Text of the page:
Hold control (command on a Mac) and press the + key as many times as necessary to increase the font size.
Hold control (command on a Mac) and press the - key to reduce the font size. - hide

Graves' Disease and Pregnancy

Summarized by Susan E. Calico

A woman with Graves’ disease faces difficult choices when she considers pregnancy. Though the fetus is at far more risk than the mother, both may be temporarily or permanently affected by her condition and its treatments.

Unfortunately, there is no way to monitor or predict the effect on the fetus of any treatment given to the mother. The few studies on Graves’ pregnancies are so few and small that the results are inconclusive. Even after birth, neither infant appearance nor blood tests are conclusive predictors of the child’s future.

Risks of Pregnancy

The first precaution is to normalize the mother’s condition before conception. Women using anti-thyroid drugs should establish a stable maintenance dose of PTU. For women treated with surgery or radioactive iodine, replacement thyroid hormone dose should be stabilized. Waiting six months after radioactive iodine treatment to conceive minimizes the effects of the radiation on developing eggs.

But the child can be affected even when the mother’s Graves’ is well under control. No matter how long ago they were diagnosed and treated, most women with a history of Graves’ have measurable levels of thyroid-stimulating antibodies (TSAb, TBII and LATS) present in their blood.

These antibodies can cross over the placental barrier and cause Graves’ symptoms in the fetus. The symptoms – hyperthyroid, goiter, bulging eyes – usually disappear within a few months after birth, when the baby is no longer exposed to the antibodies. But in some, the symptoms linger for years or reoccur later in childhood. In these cases, the mother’s antibodies may have triggered Graves’ disease in the child.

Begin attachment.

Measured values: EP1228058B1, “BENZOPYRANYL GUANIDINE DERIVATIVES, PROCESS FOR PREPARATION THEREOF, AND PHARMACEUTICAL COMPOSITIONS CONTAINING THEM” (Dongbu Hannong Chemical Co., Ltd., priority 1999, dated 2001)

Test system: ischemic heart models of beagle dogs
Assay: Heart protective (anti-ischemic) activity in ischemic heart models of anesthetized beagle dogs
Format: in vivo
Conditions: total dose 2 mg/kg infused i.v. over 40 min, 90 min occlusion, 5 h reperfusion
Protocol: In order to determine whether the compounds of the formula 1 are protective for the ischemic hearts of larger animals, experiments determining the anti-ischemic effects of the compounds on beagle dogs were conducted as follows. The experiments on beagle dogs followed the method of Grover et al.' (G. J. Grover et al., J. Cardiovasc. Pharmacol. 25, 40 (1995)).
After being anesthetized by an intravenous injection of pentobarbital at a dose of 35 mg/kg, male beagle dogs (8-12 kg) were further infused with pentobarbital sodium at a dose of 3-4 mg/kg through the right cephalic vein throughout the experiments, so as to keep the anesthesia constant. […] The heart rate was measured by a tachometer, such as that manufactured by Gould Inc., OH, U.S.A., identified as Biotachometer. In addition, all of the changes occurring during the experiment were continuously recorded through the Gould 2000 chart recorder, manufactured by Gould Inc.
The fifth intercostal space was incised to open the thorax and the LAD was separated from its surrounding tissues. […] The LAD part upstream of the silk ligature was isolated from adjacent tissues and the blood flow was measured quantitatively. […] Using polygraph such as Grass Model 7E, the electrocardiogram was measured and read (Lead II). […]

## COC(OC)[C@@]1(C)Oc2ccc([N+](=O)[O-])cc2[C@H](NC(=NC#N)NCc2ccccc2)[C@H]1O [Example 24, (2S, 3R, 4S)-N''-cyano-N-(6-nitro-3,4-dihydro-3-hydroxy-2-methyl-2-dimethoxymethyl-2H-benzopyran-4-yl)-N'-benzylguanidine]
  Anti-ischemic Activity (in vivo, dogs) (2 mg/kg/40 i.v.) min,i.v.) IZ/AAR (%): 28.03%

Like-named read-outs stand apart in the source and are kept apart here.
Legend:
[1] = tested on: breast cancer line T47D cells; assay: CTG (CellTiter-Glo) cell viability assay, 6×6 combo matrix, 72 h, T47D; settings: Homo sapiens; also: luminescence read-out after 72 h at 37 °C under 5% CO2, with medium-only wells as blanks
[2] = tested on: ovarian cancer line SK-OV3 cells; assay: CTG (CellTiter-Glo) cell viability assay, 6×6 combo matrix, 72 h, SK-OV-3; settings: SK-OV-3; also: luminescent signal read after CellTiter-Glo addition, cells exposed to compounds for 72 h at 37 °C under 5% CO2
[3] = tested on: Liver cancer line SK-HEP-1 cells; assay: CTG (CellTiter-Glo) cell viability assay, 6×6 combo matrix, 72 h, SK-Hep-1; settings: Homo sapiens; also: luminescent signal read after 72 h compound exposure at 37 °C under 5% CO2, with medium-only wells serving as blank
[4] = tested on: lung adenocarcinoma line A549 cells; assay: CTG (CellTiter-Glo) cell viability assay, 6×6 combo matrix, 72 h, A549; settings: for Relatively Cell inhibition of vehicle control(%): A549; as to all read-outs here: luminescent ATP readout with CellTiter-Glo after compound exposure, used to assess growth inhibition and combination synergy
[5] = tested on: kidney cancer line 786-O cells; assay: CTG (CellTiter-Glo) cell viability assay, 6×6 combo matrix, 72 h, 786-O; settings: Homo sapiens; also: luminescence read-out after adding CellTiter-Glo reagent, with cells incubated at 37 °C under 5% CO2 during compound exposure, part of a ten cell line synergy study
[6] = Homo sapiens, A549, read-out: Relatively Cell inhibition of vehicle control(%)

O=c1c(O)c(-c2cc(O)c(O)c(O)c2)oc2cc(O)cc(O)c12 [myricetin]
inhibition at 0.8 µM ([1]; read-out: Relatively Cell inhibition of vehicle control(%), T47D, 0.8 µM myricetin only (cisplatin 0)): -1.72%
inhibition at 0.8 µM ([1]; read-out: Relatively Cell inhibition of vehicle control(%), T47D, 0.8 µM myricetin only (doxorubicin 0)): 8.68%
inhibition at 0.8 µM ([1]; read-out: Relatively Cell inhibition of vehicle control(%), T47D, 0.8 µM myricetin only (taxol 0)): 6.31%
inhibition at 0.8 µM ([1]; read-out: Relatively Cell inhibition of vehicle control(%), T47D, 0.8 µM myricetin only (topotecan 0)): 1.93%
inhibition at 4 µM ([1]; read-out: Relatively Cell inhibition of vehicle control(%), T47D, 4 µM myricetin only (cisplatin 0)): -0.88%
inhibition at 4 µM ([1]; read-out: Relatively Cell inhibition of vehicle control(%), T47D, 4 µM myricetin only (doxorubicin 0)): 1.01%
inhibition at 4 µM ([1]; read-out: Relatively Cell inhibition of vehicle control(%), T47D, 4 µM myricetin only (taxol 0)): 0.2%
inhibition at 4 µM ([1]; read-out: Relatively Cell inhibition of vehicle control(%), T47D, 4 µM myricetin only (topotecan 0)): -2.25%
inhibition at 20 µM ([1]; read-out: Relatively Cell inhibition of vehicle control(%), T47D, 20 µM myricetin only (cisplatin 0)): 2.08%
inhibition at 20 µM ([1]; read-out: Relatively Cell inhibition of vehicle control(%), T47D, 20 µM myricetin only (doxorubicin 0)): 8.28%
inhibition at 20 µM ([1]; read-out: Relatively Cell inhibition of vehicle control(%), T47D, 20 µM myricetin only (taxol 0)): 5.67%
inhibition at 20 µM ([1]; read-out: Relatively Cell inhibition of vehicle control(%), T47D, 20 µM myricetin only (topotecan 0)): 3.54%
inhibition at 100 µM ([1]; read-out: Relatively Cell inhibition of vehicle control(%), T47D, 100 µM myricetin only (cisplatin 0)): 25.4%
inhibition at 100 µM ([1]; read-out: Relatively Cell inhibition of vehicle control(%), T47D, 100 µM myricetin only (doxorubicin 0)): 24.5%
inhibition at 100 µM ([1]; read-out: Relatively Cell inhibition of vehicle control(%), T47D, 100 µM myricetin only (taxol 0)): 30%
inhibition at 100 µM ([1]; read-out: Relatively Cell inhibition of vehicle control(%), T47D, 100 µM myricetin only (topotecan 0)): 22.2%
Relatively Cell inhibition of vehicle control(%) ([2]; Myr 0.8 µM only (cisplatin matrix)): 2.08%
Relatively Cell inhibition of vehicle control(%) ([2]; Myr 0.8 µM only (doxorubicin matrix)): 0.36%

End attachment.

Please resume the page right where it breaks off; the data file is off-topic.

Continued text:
Poorly Monitored Graves’

Because pregnancy “stirs up” the thyroid, even women who presumably have little of their thyroid left after radioactive iodine or surgery can’t rule out a hyperthyroid episode. The normal elevation of thyroid hormones in pregnancy can mask a recurrence for women with a history of Graves’. For this reason, close monitoring of fetal signs and maternal blood levels (every 2 to 4 weeks) is important.

Though neither synthetic replacement hormone nor the mother’s natural thyroid cross the placental barrier, too much or too little can have serious indirect affects on the fetus. Hypothyroidism (or undertreatment with replacement hormone) causes prolonged gestation and underdevelopment of the fetus.

Hyperthyroidism (or overmedication with replacement hormone) imperils both the mother and the fetus. These infants are more likely to die shortly before and after birth. Premature delivery is likely, though the infant will have fewer “preemie” problems because its development is accelerated by the excess thyroid hormones. And later on, the child may have shorter stature and subtle nervous-system defects. The mother risks the life-threatening thyroid storm, especially during labor and delivery.

Controlling Graves’ During Pregnancy

If Graves’ reoccurs or first occurs during pregnancy, the options are limited by the direct and indirect effects of many drugs on the fetus. Tapazole™ should be avoided during pregnancy and breastfeeding because it can suppress the infant’s thyroid, but PTU in similar doses has more moderate and less permanent effects. Dosage of PTU should be limited to less than 300 mg during the first and second trimester, PTU can usually be stopped during the third trimester as the natural suppression of the immune system during pregnancy causes a gradual remission of Graves’ symptoms. PTU is not concentrated in breast milk, so moderate doses of 200 mg or less are thought to have little effect on nursing infants.